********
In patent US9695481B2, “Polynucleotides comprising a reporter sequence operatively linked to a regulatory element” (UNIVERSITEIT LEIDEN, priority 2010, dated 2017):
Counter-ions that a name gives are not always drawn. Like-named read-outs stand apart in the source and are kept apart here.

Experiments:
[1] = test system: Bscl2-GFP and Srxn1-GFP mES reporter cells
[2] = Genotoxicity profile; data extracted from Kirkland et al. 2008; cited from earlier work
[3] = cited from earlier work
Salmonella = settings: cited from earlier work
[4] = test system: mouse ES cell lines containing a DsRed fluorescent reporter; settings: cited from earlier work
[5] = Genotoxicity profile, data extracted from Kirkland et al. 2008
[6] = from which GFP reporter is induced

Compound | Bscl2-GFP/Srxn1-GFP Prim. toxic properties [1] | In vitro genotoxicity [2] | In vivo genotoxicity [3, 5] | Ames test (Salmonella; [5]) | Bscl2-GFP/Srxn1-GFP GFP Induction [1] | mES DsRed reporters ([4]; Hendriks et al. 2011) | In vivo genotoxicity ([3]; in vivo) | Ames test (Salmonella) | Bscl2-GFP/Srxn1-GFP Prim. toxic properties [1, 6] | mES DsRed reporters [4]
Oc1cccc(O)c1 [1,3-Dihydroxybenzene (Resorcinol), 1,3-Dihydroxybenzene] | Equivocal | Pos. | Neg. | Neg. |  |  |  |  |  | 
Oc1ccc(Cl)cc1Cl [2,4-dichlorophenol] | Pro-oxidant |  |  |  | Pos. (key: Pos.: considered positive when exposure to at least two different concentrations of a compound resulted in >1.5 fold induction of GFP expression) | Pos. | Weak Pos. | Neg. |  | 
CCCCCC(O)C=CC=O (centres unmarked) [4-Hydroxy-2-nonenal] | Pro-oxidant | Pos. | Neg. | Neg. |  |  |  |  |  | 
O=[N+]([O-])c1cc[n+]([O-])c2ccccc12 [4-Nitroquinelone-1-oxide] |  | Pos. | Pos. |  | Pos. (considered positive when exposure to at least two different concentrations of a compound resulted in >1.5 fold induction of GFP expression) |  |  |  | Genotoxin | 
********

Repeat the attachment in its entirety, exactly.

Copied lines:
In patent US9695481B2, “Polynucleotides comprising a reporter sequence operatively linked to a regulatory element” (UNIVERSITEIT LEIDEN, priority 2010, dated 2017):
Counter-ions that a name gives are not always drawn. Like-named read-outs stand apart in the source and are kept apart here.

Experiments:
[1] = test system: Bscl2-GFP and Srxn1-GFP mES reporter cells
[2] = Genotoxicity profile; data extracted from Kirkland et al. 2008; cited from earlier work
[3] = cited from earlier work
Salmonella = settings: cited from earlier work
[4] = test system: mouse ES cell lines containing a DsRed fluorescent reporter; settings: cited from earlier work
[5] = Genotoxicity profile, data extracted from Kirkland et al. 2008
[6] = from which GFP reporter is induced

Compound | Bscl2-GFP/Srxn1-GFP Prim. toxic properties [1] | In vitro genotoxicity [2] | In vivo genotoxicity [3, 5] | Ames test (Salmonella; [5]) | Bscl2-GFP/Srxn1-GFP GFP Induction [1] | mES DsRed reporters ([4]; Hendriks et al. 2011) | In vivo genotoxicity ([3]; in vivo) | Ames test (Salmonella) | Bscl2-GFP/Srxn1-GFP Prim. toxic properties [1, 6] | mES DsRed reporters [4]
Oc1cccc(O)c1 [1,3-Dihydroxybenzene (Resorcinol), 1,3-Dihydroxybenzene] | Equivocal | Pos. | Neg. | Neg. |  |  |  |  |  | 
Oc1ccc(Cl)cc1Cl [2,4-dichlorophenol] | Pro-oxidant |  |  |  | Pos. (key: Pos.: considered positive when exposure to at least two different concentrations of a compound resulted in >1.5 fold induction of GFP expression) | Pos. | Weak Pos. | Neg. |  | 
CCCCCC(O)C=CC=O (centres unmarked) [4-Hydroxy-2-nonenal] | Pro-oxidant | Pos. | Neg. | Neg. |  |  |  |  |  | 
O=[N+]([O-])c1cc[n+]([O-])c2ccccc12 [4-Nitroquinelone-1-oxide] |  | Pos. | Pos. |  | Pos. (considered positive when exposure to at least two different concentrations of a compound resulted in >1.5 fold induction of GFP expression) |  |  |  | Genotoxin | 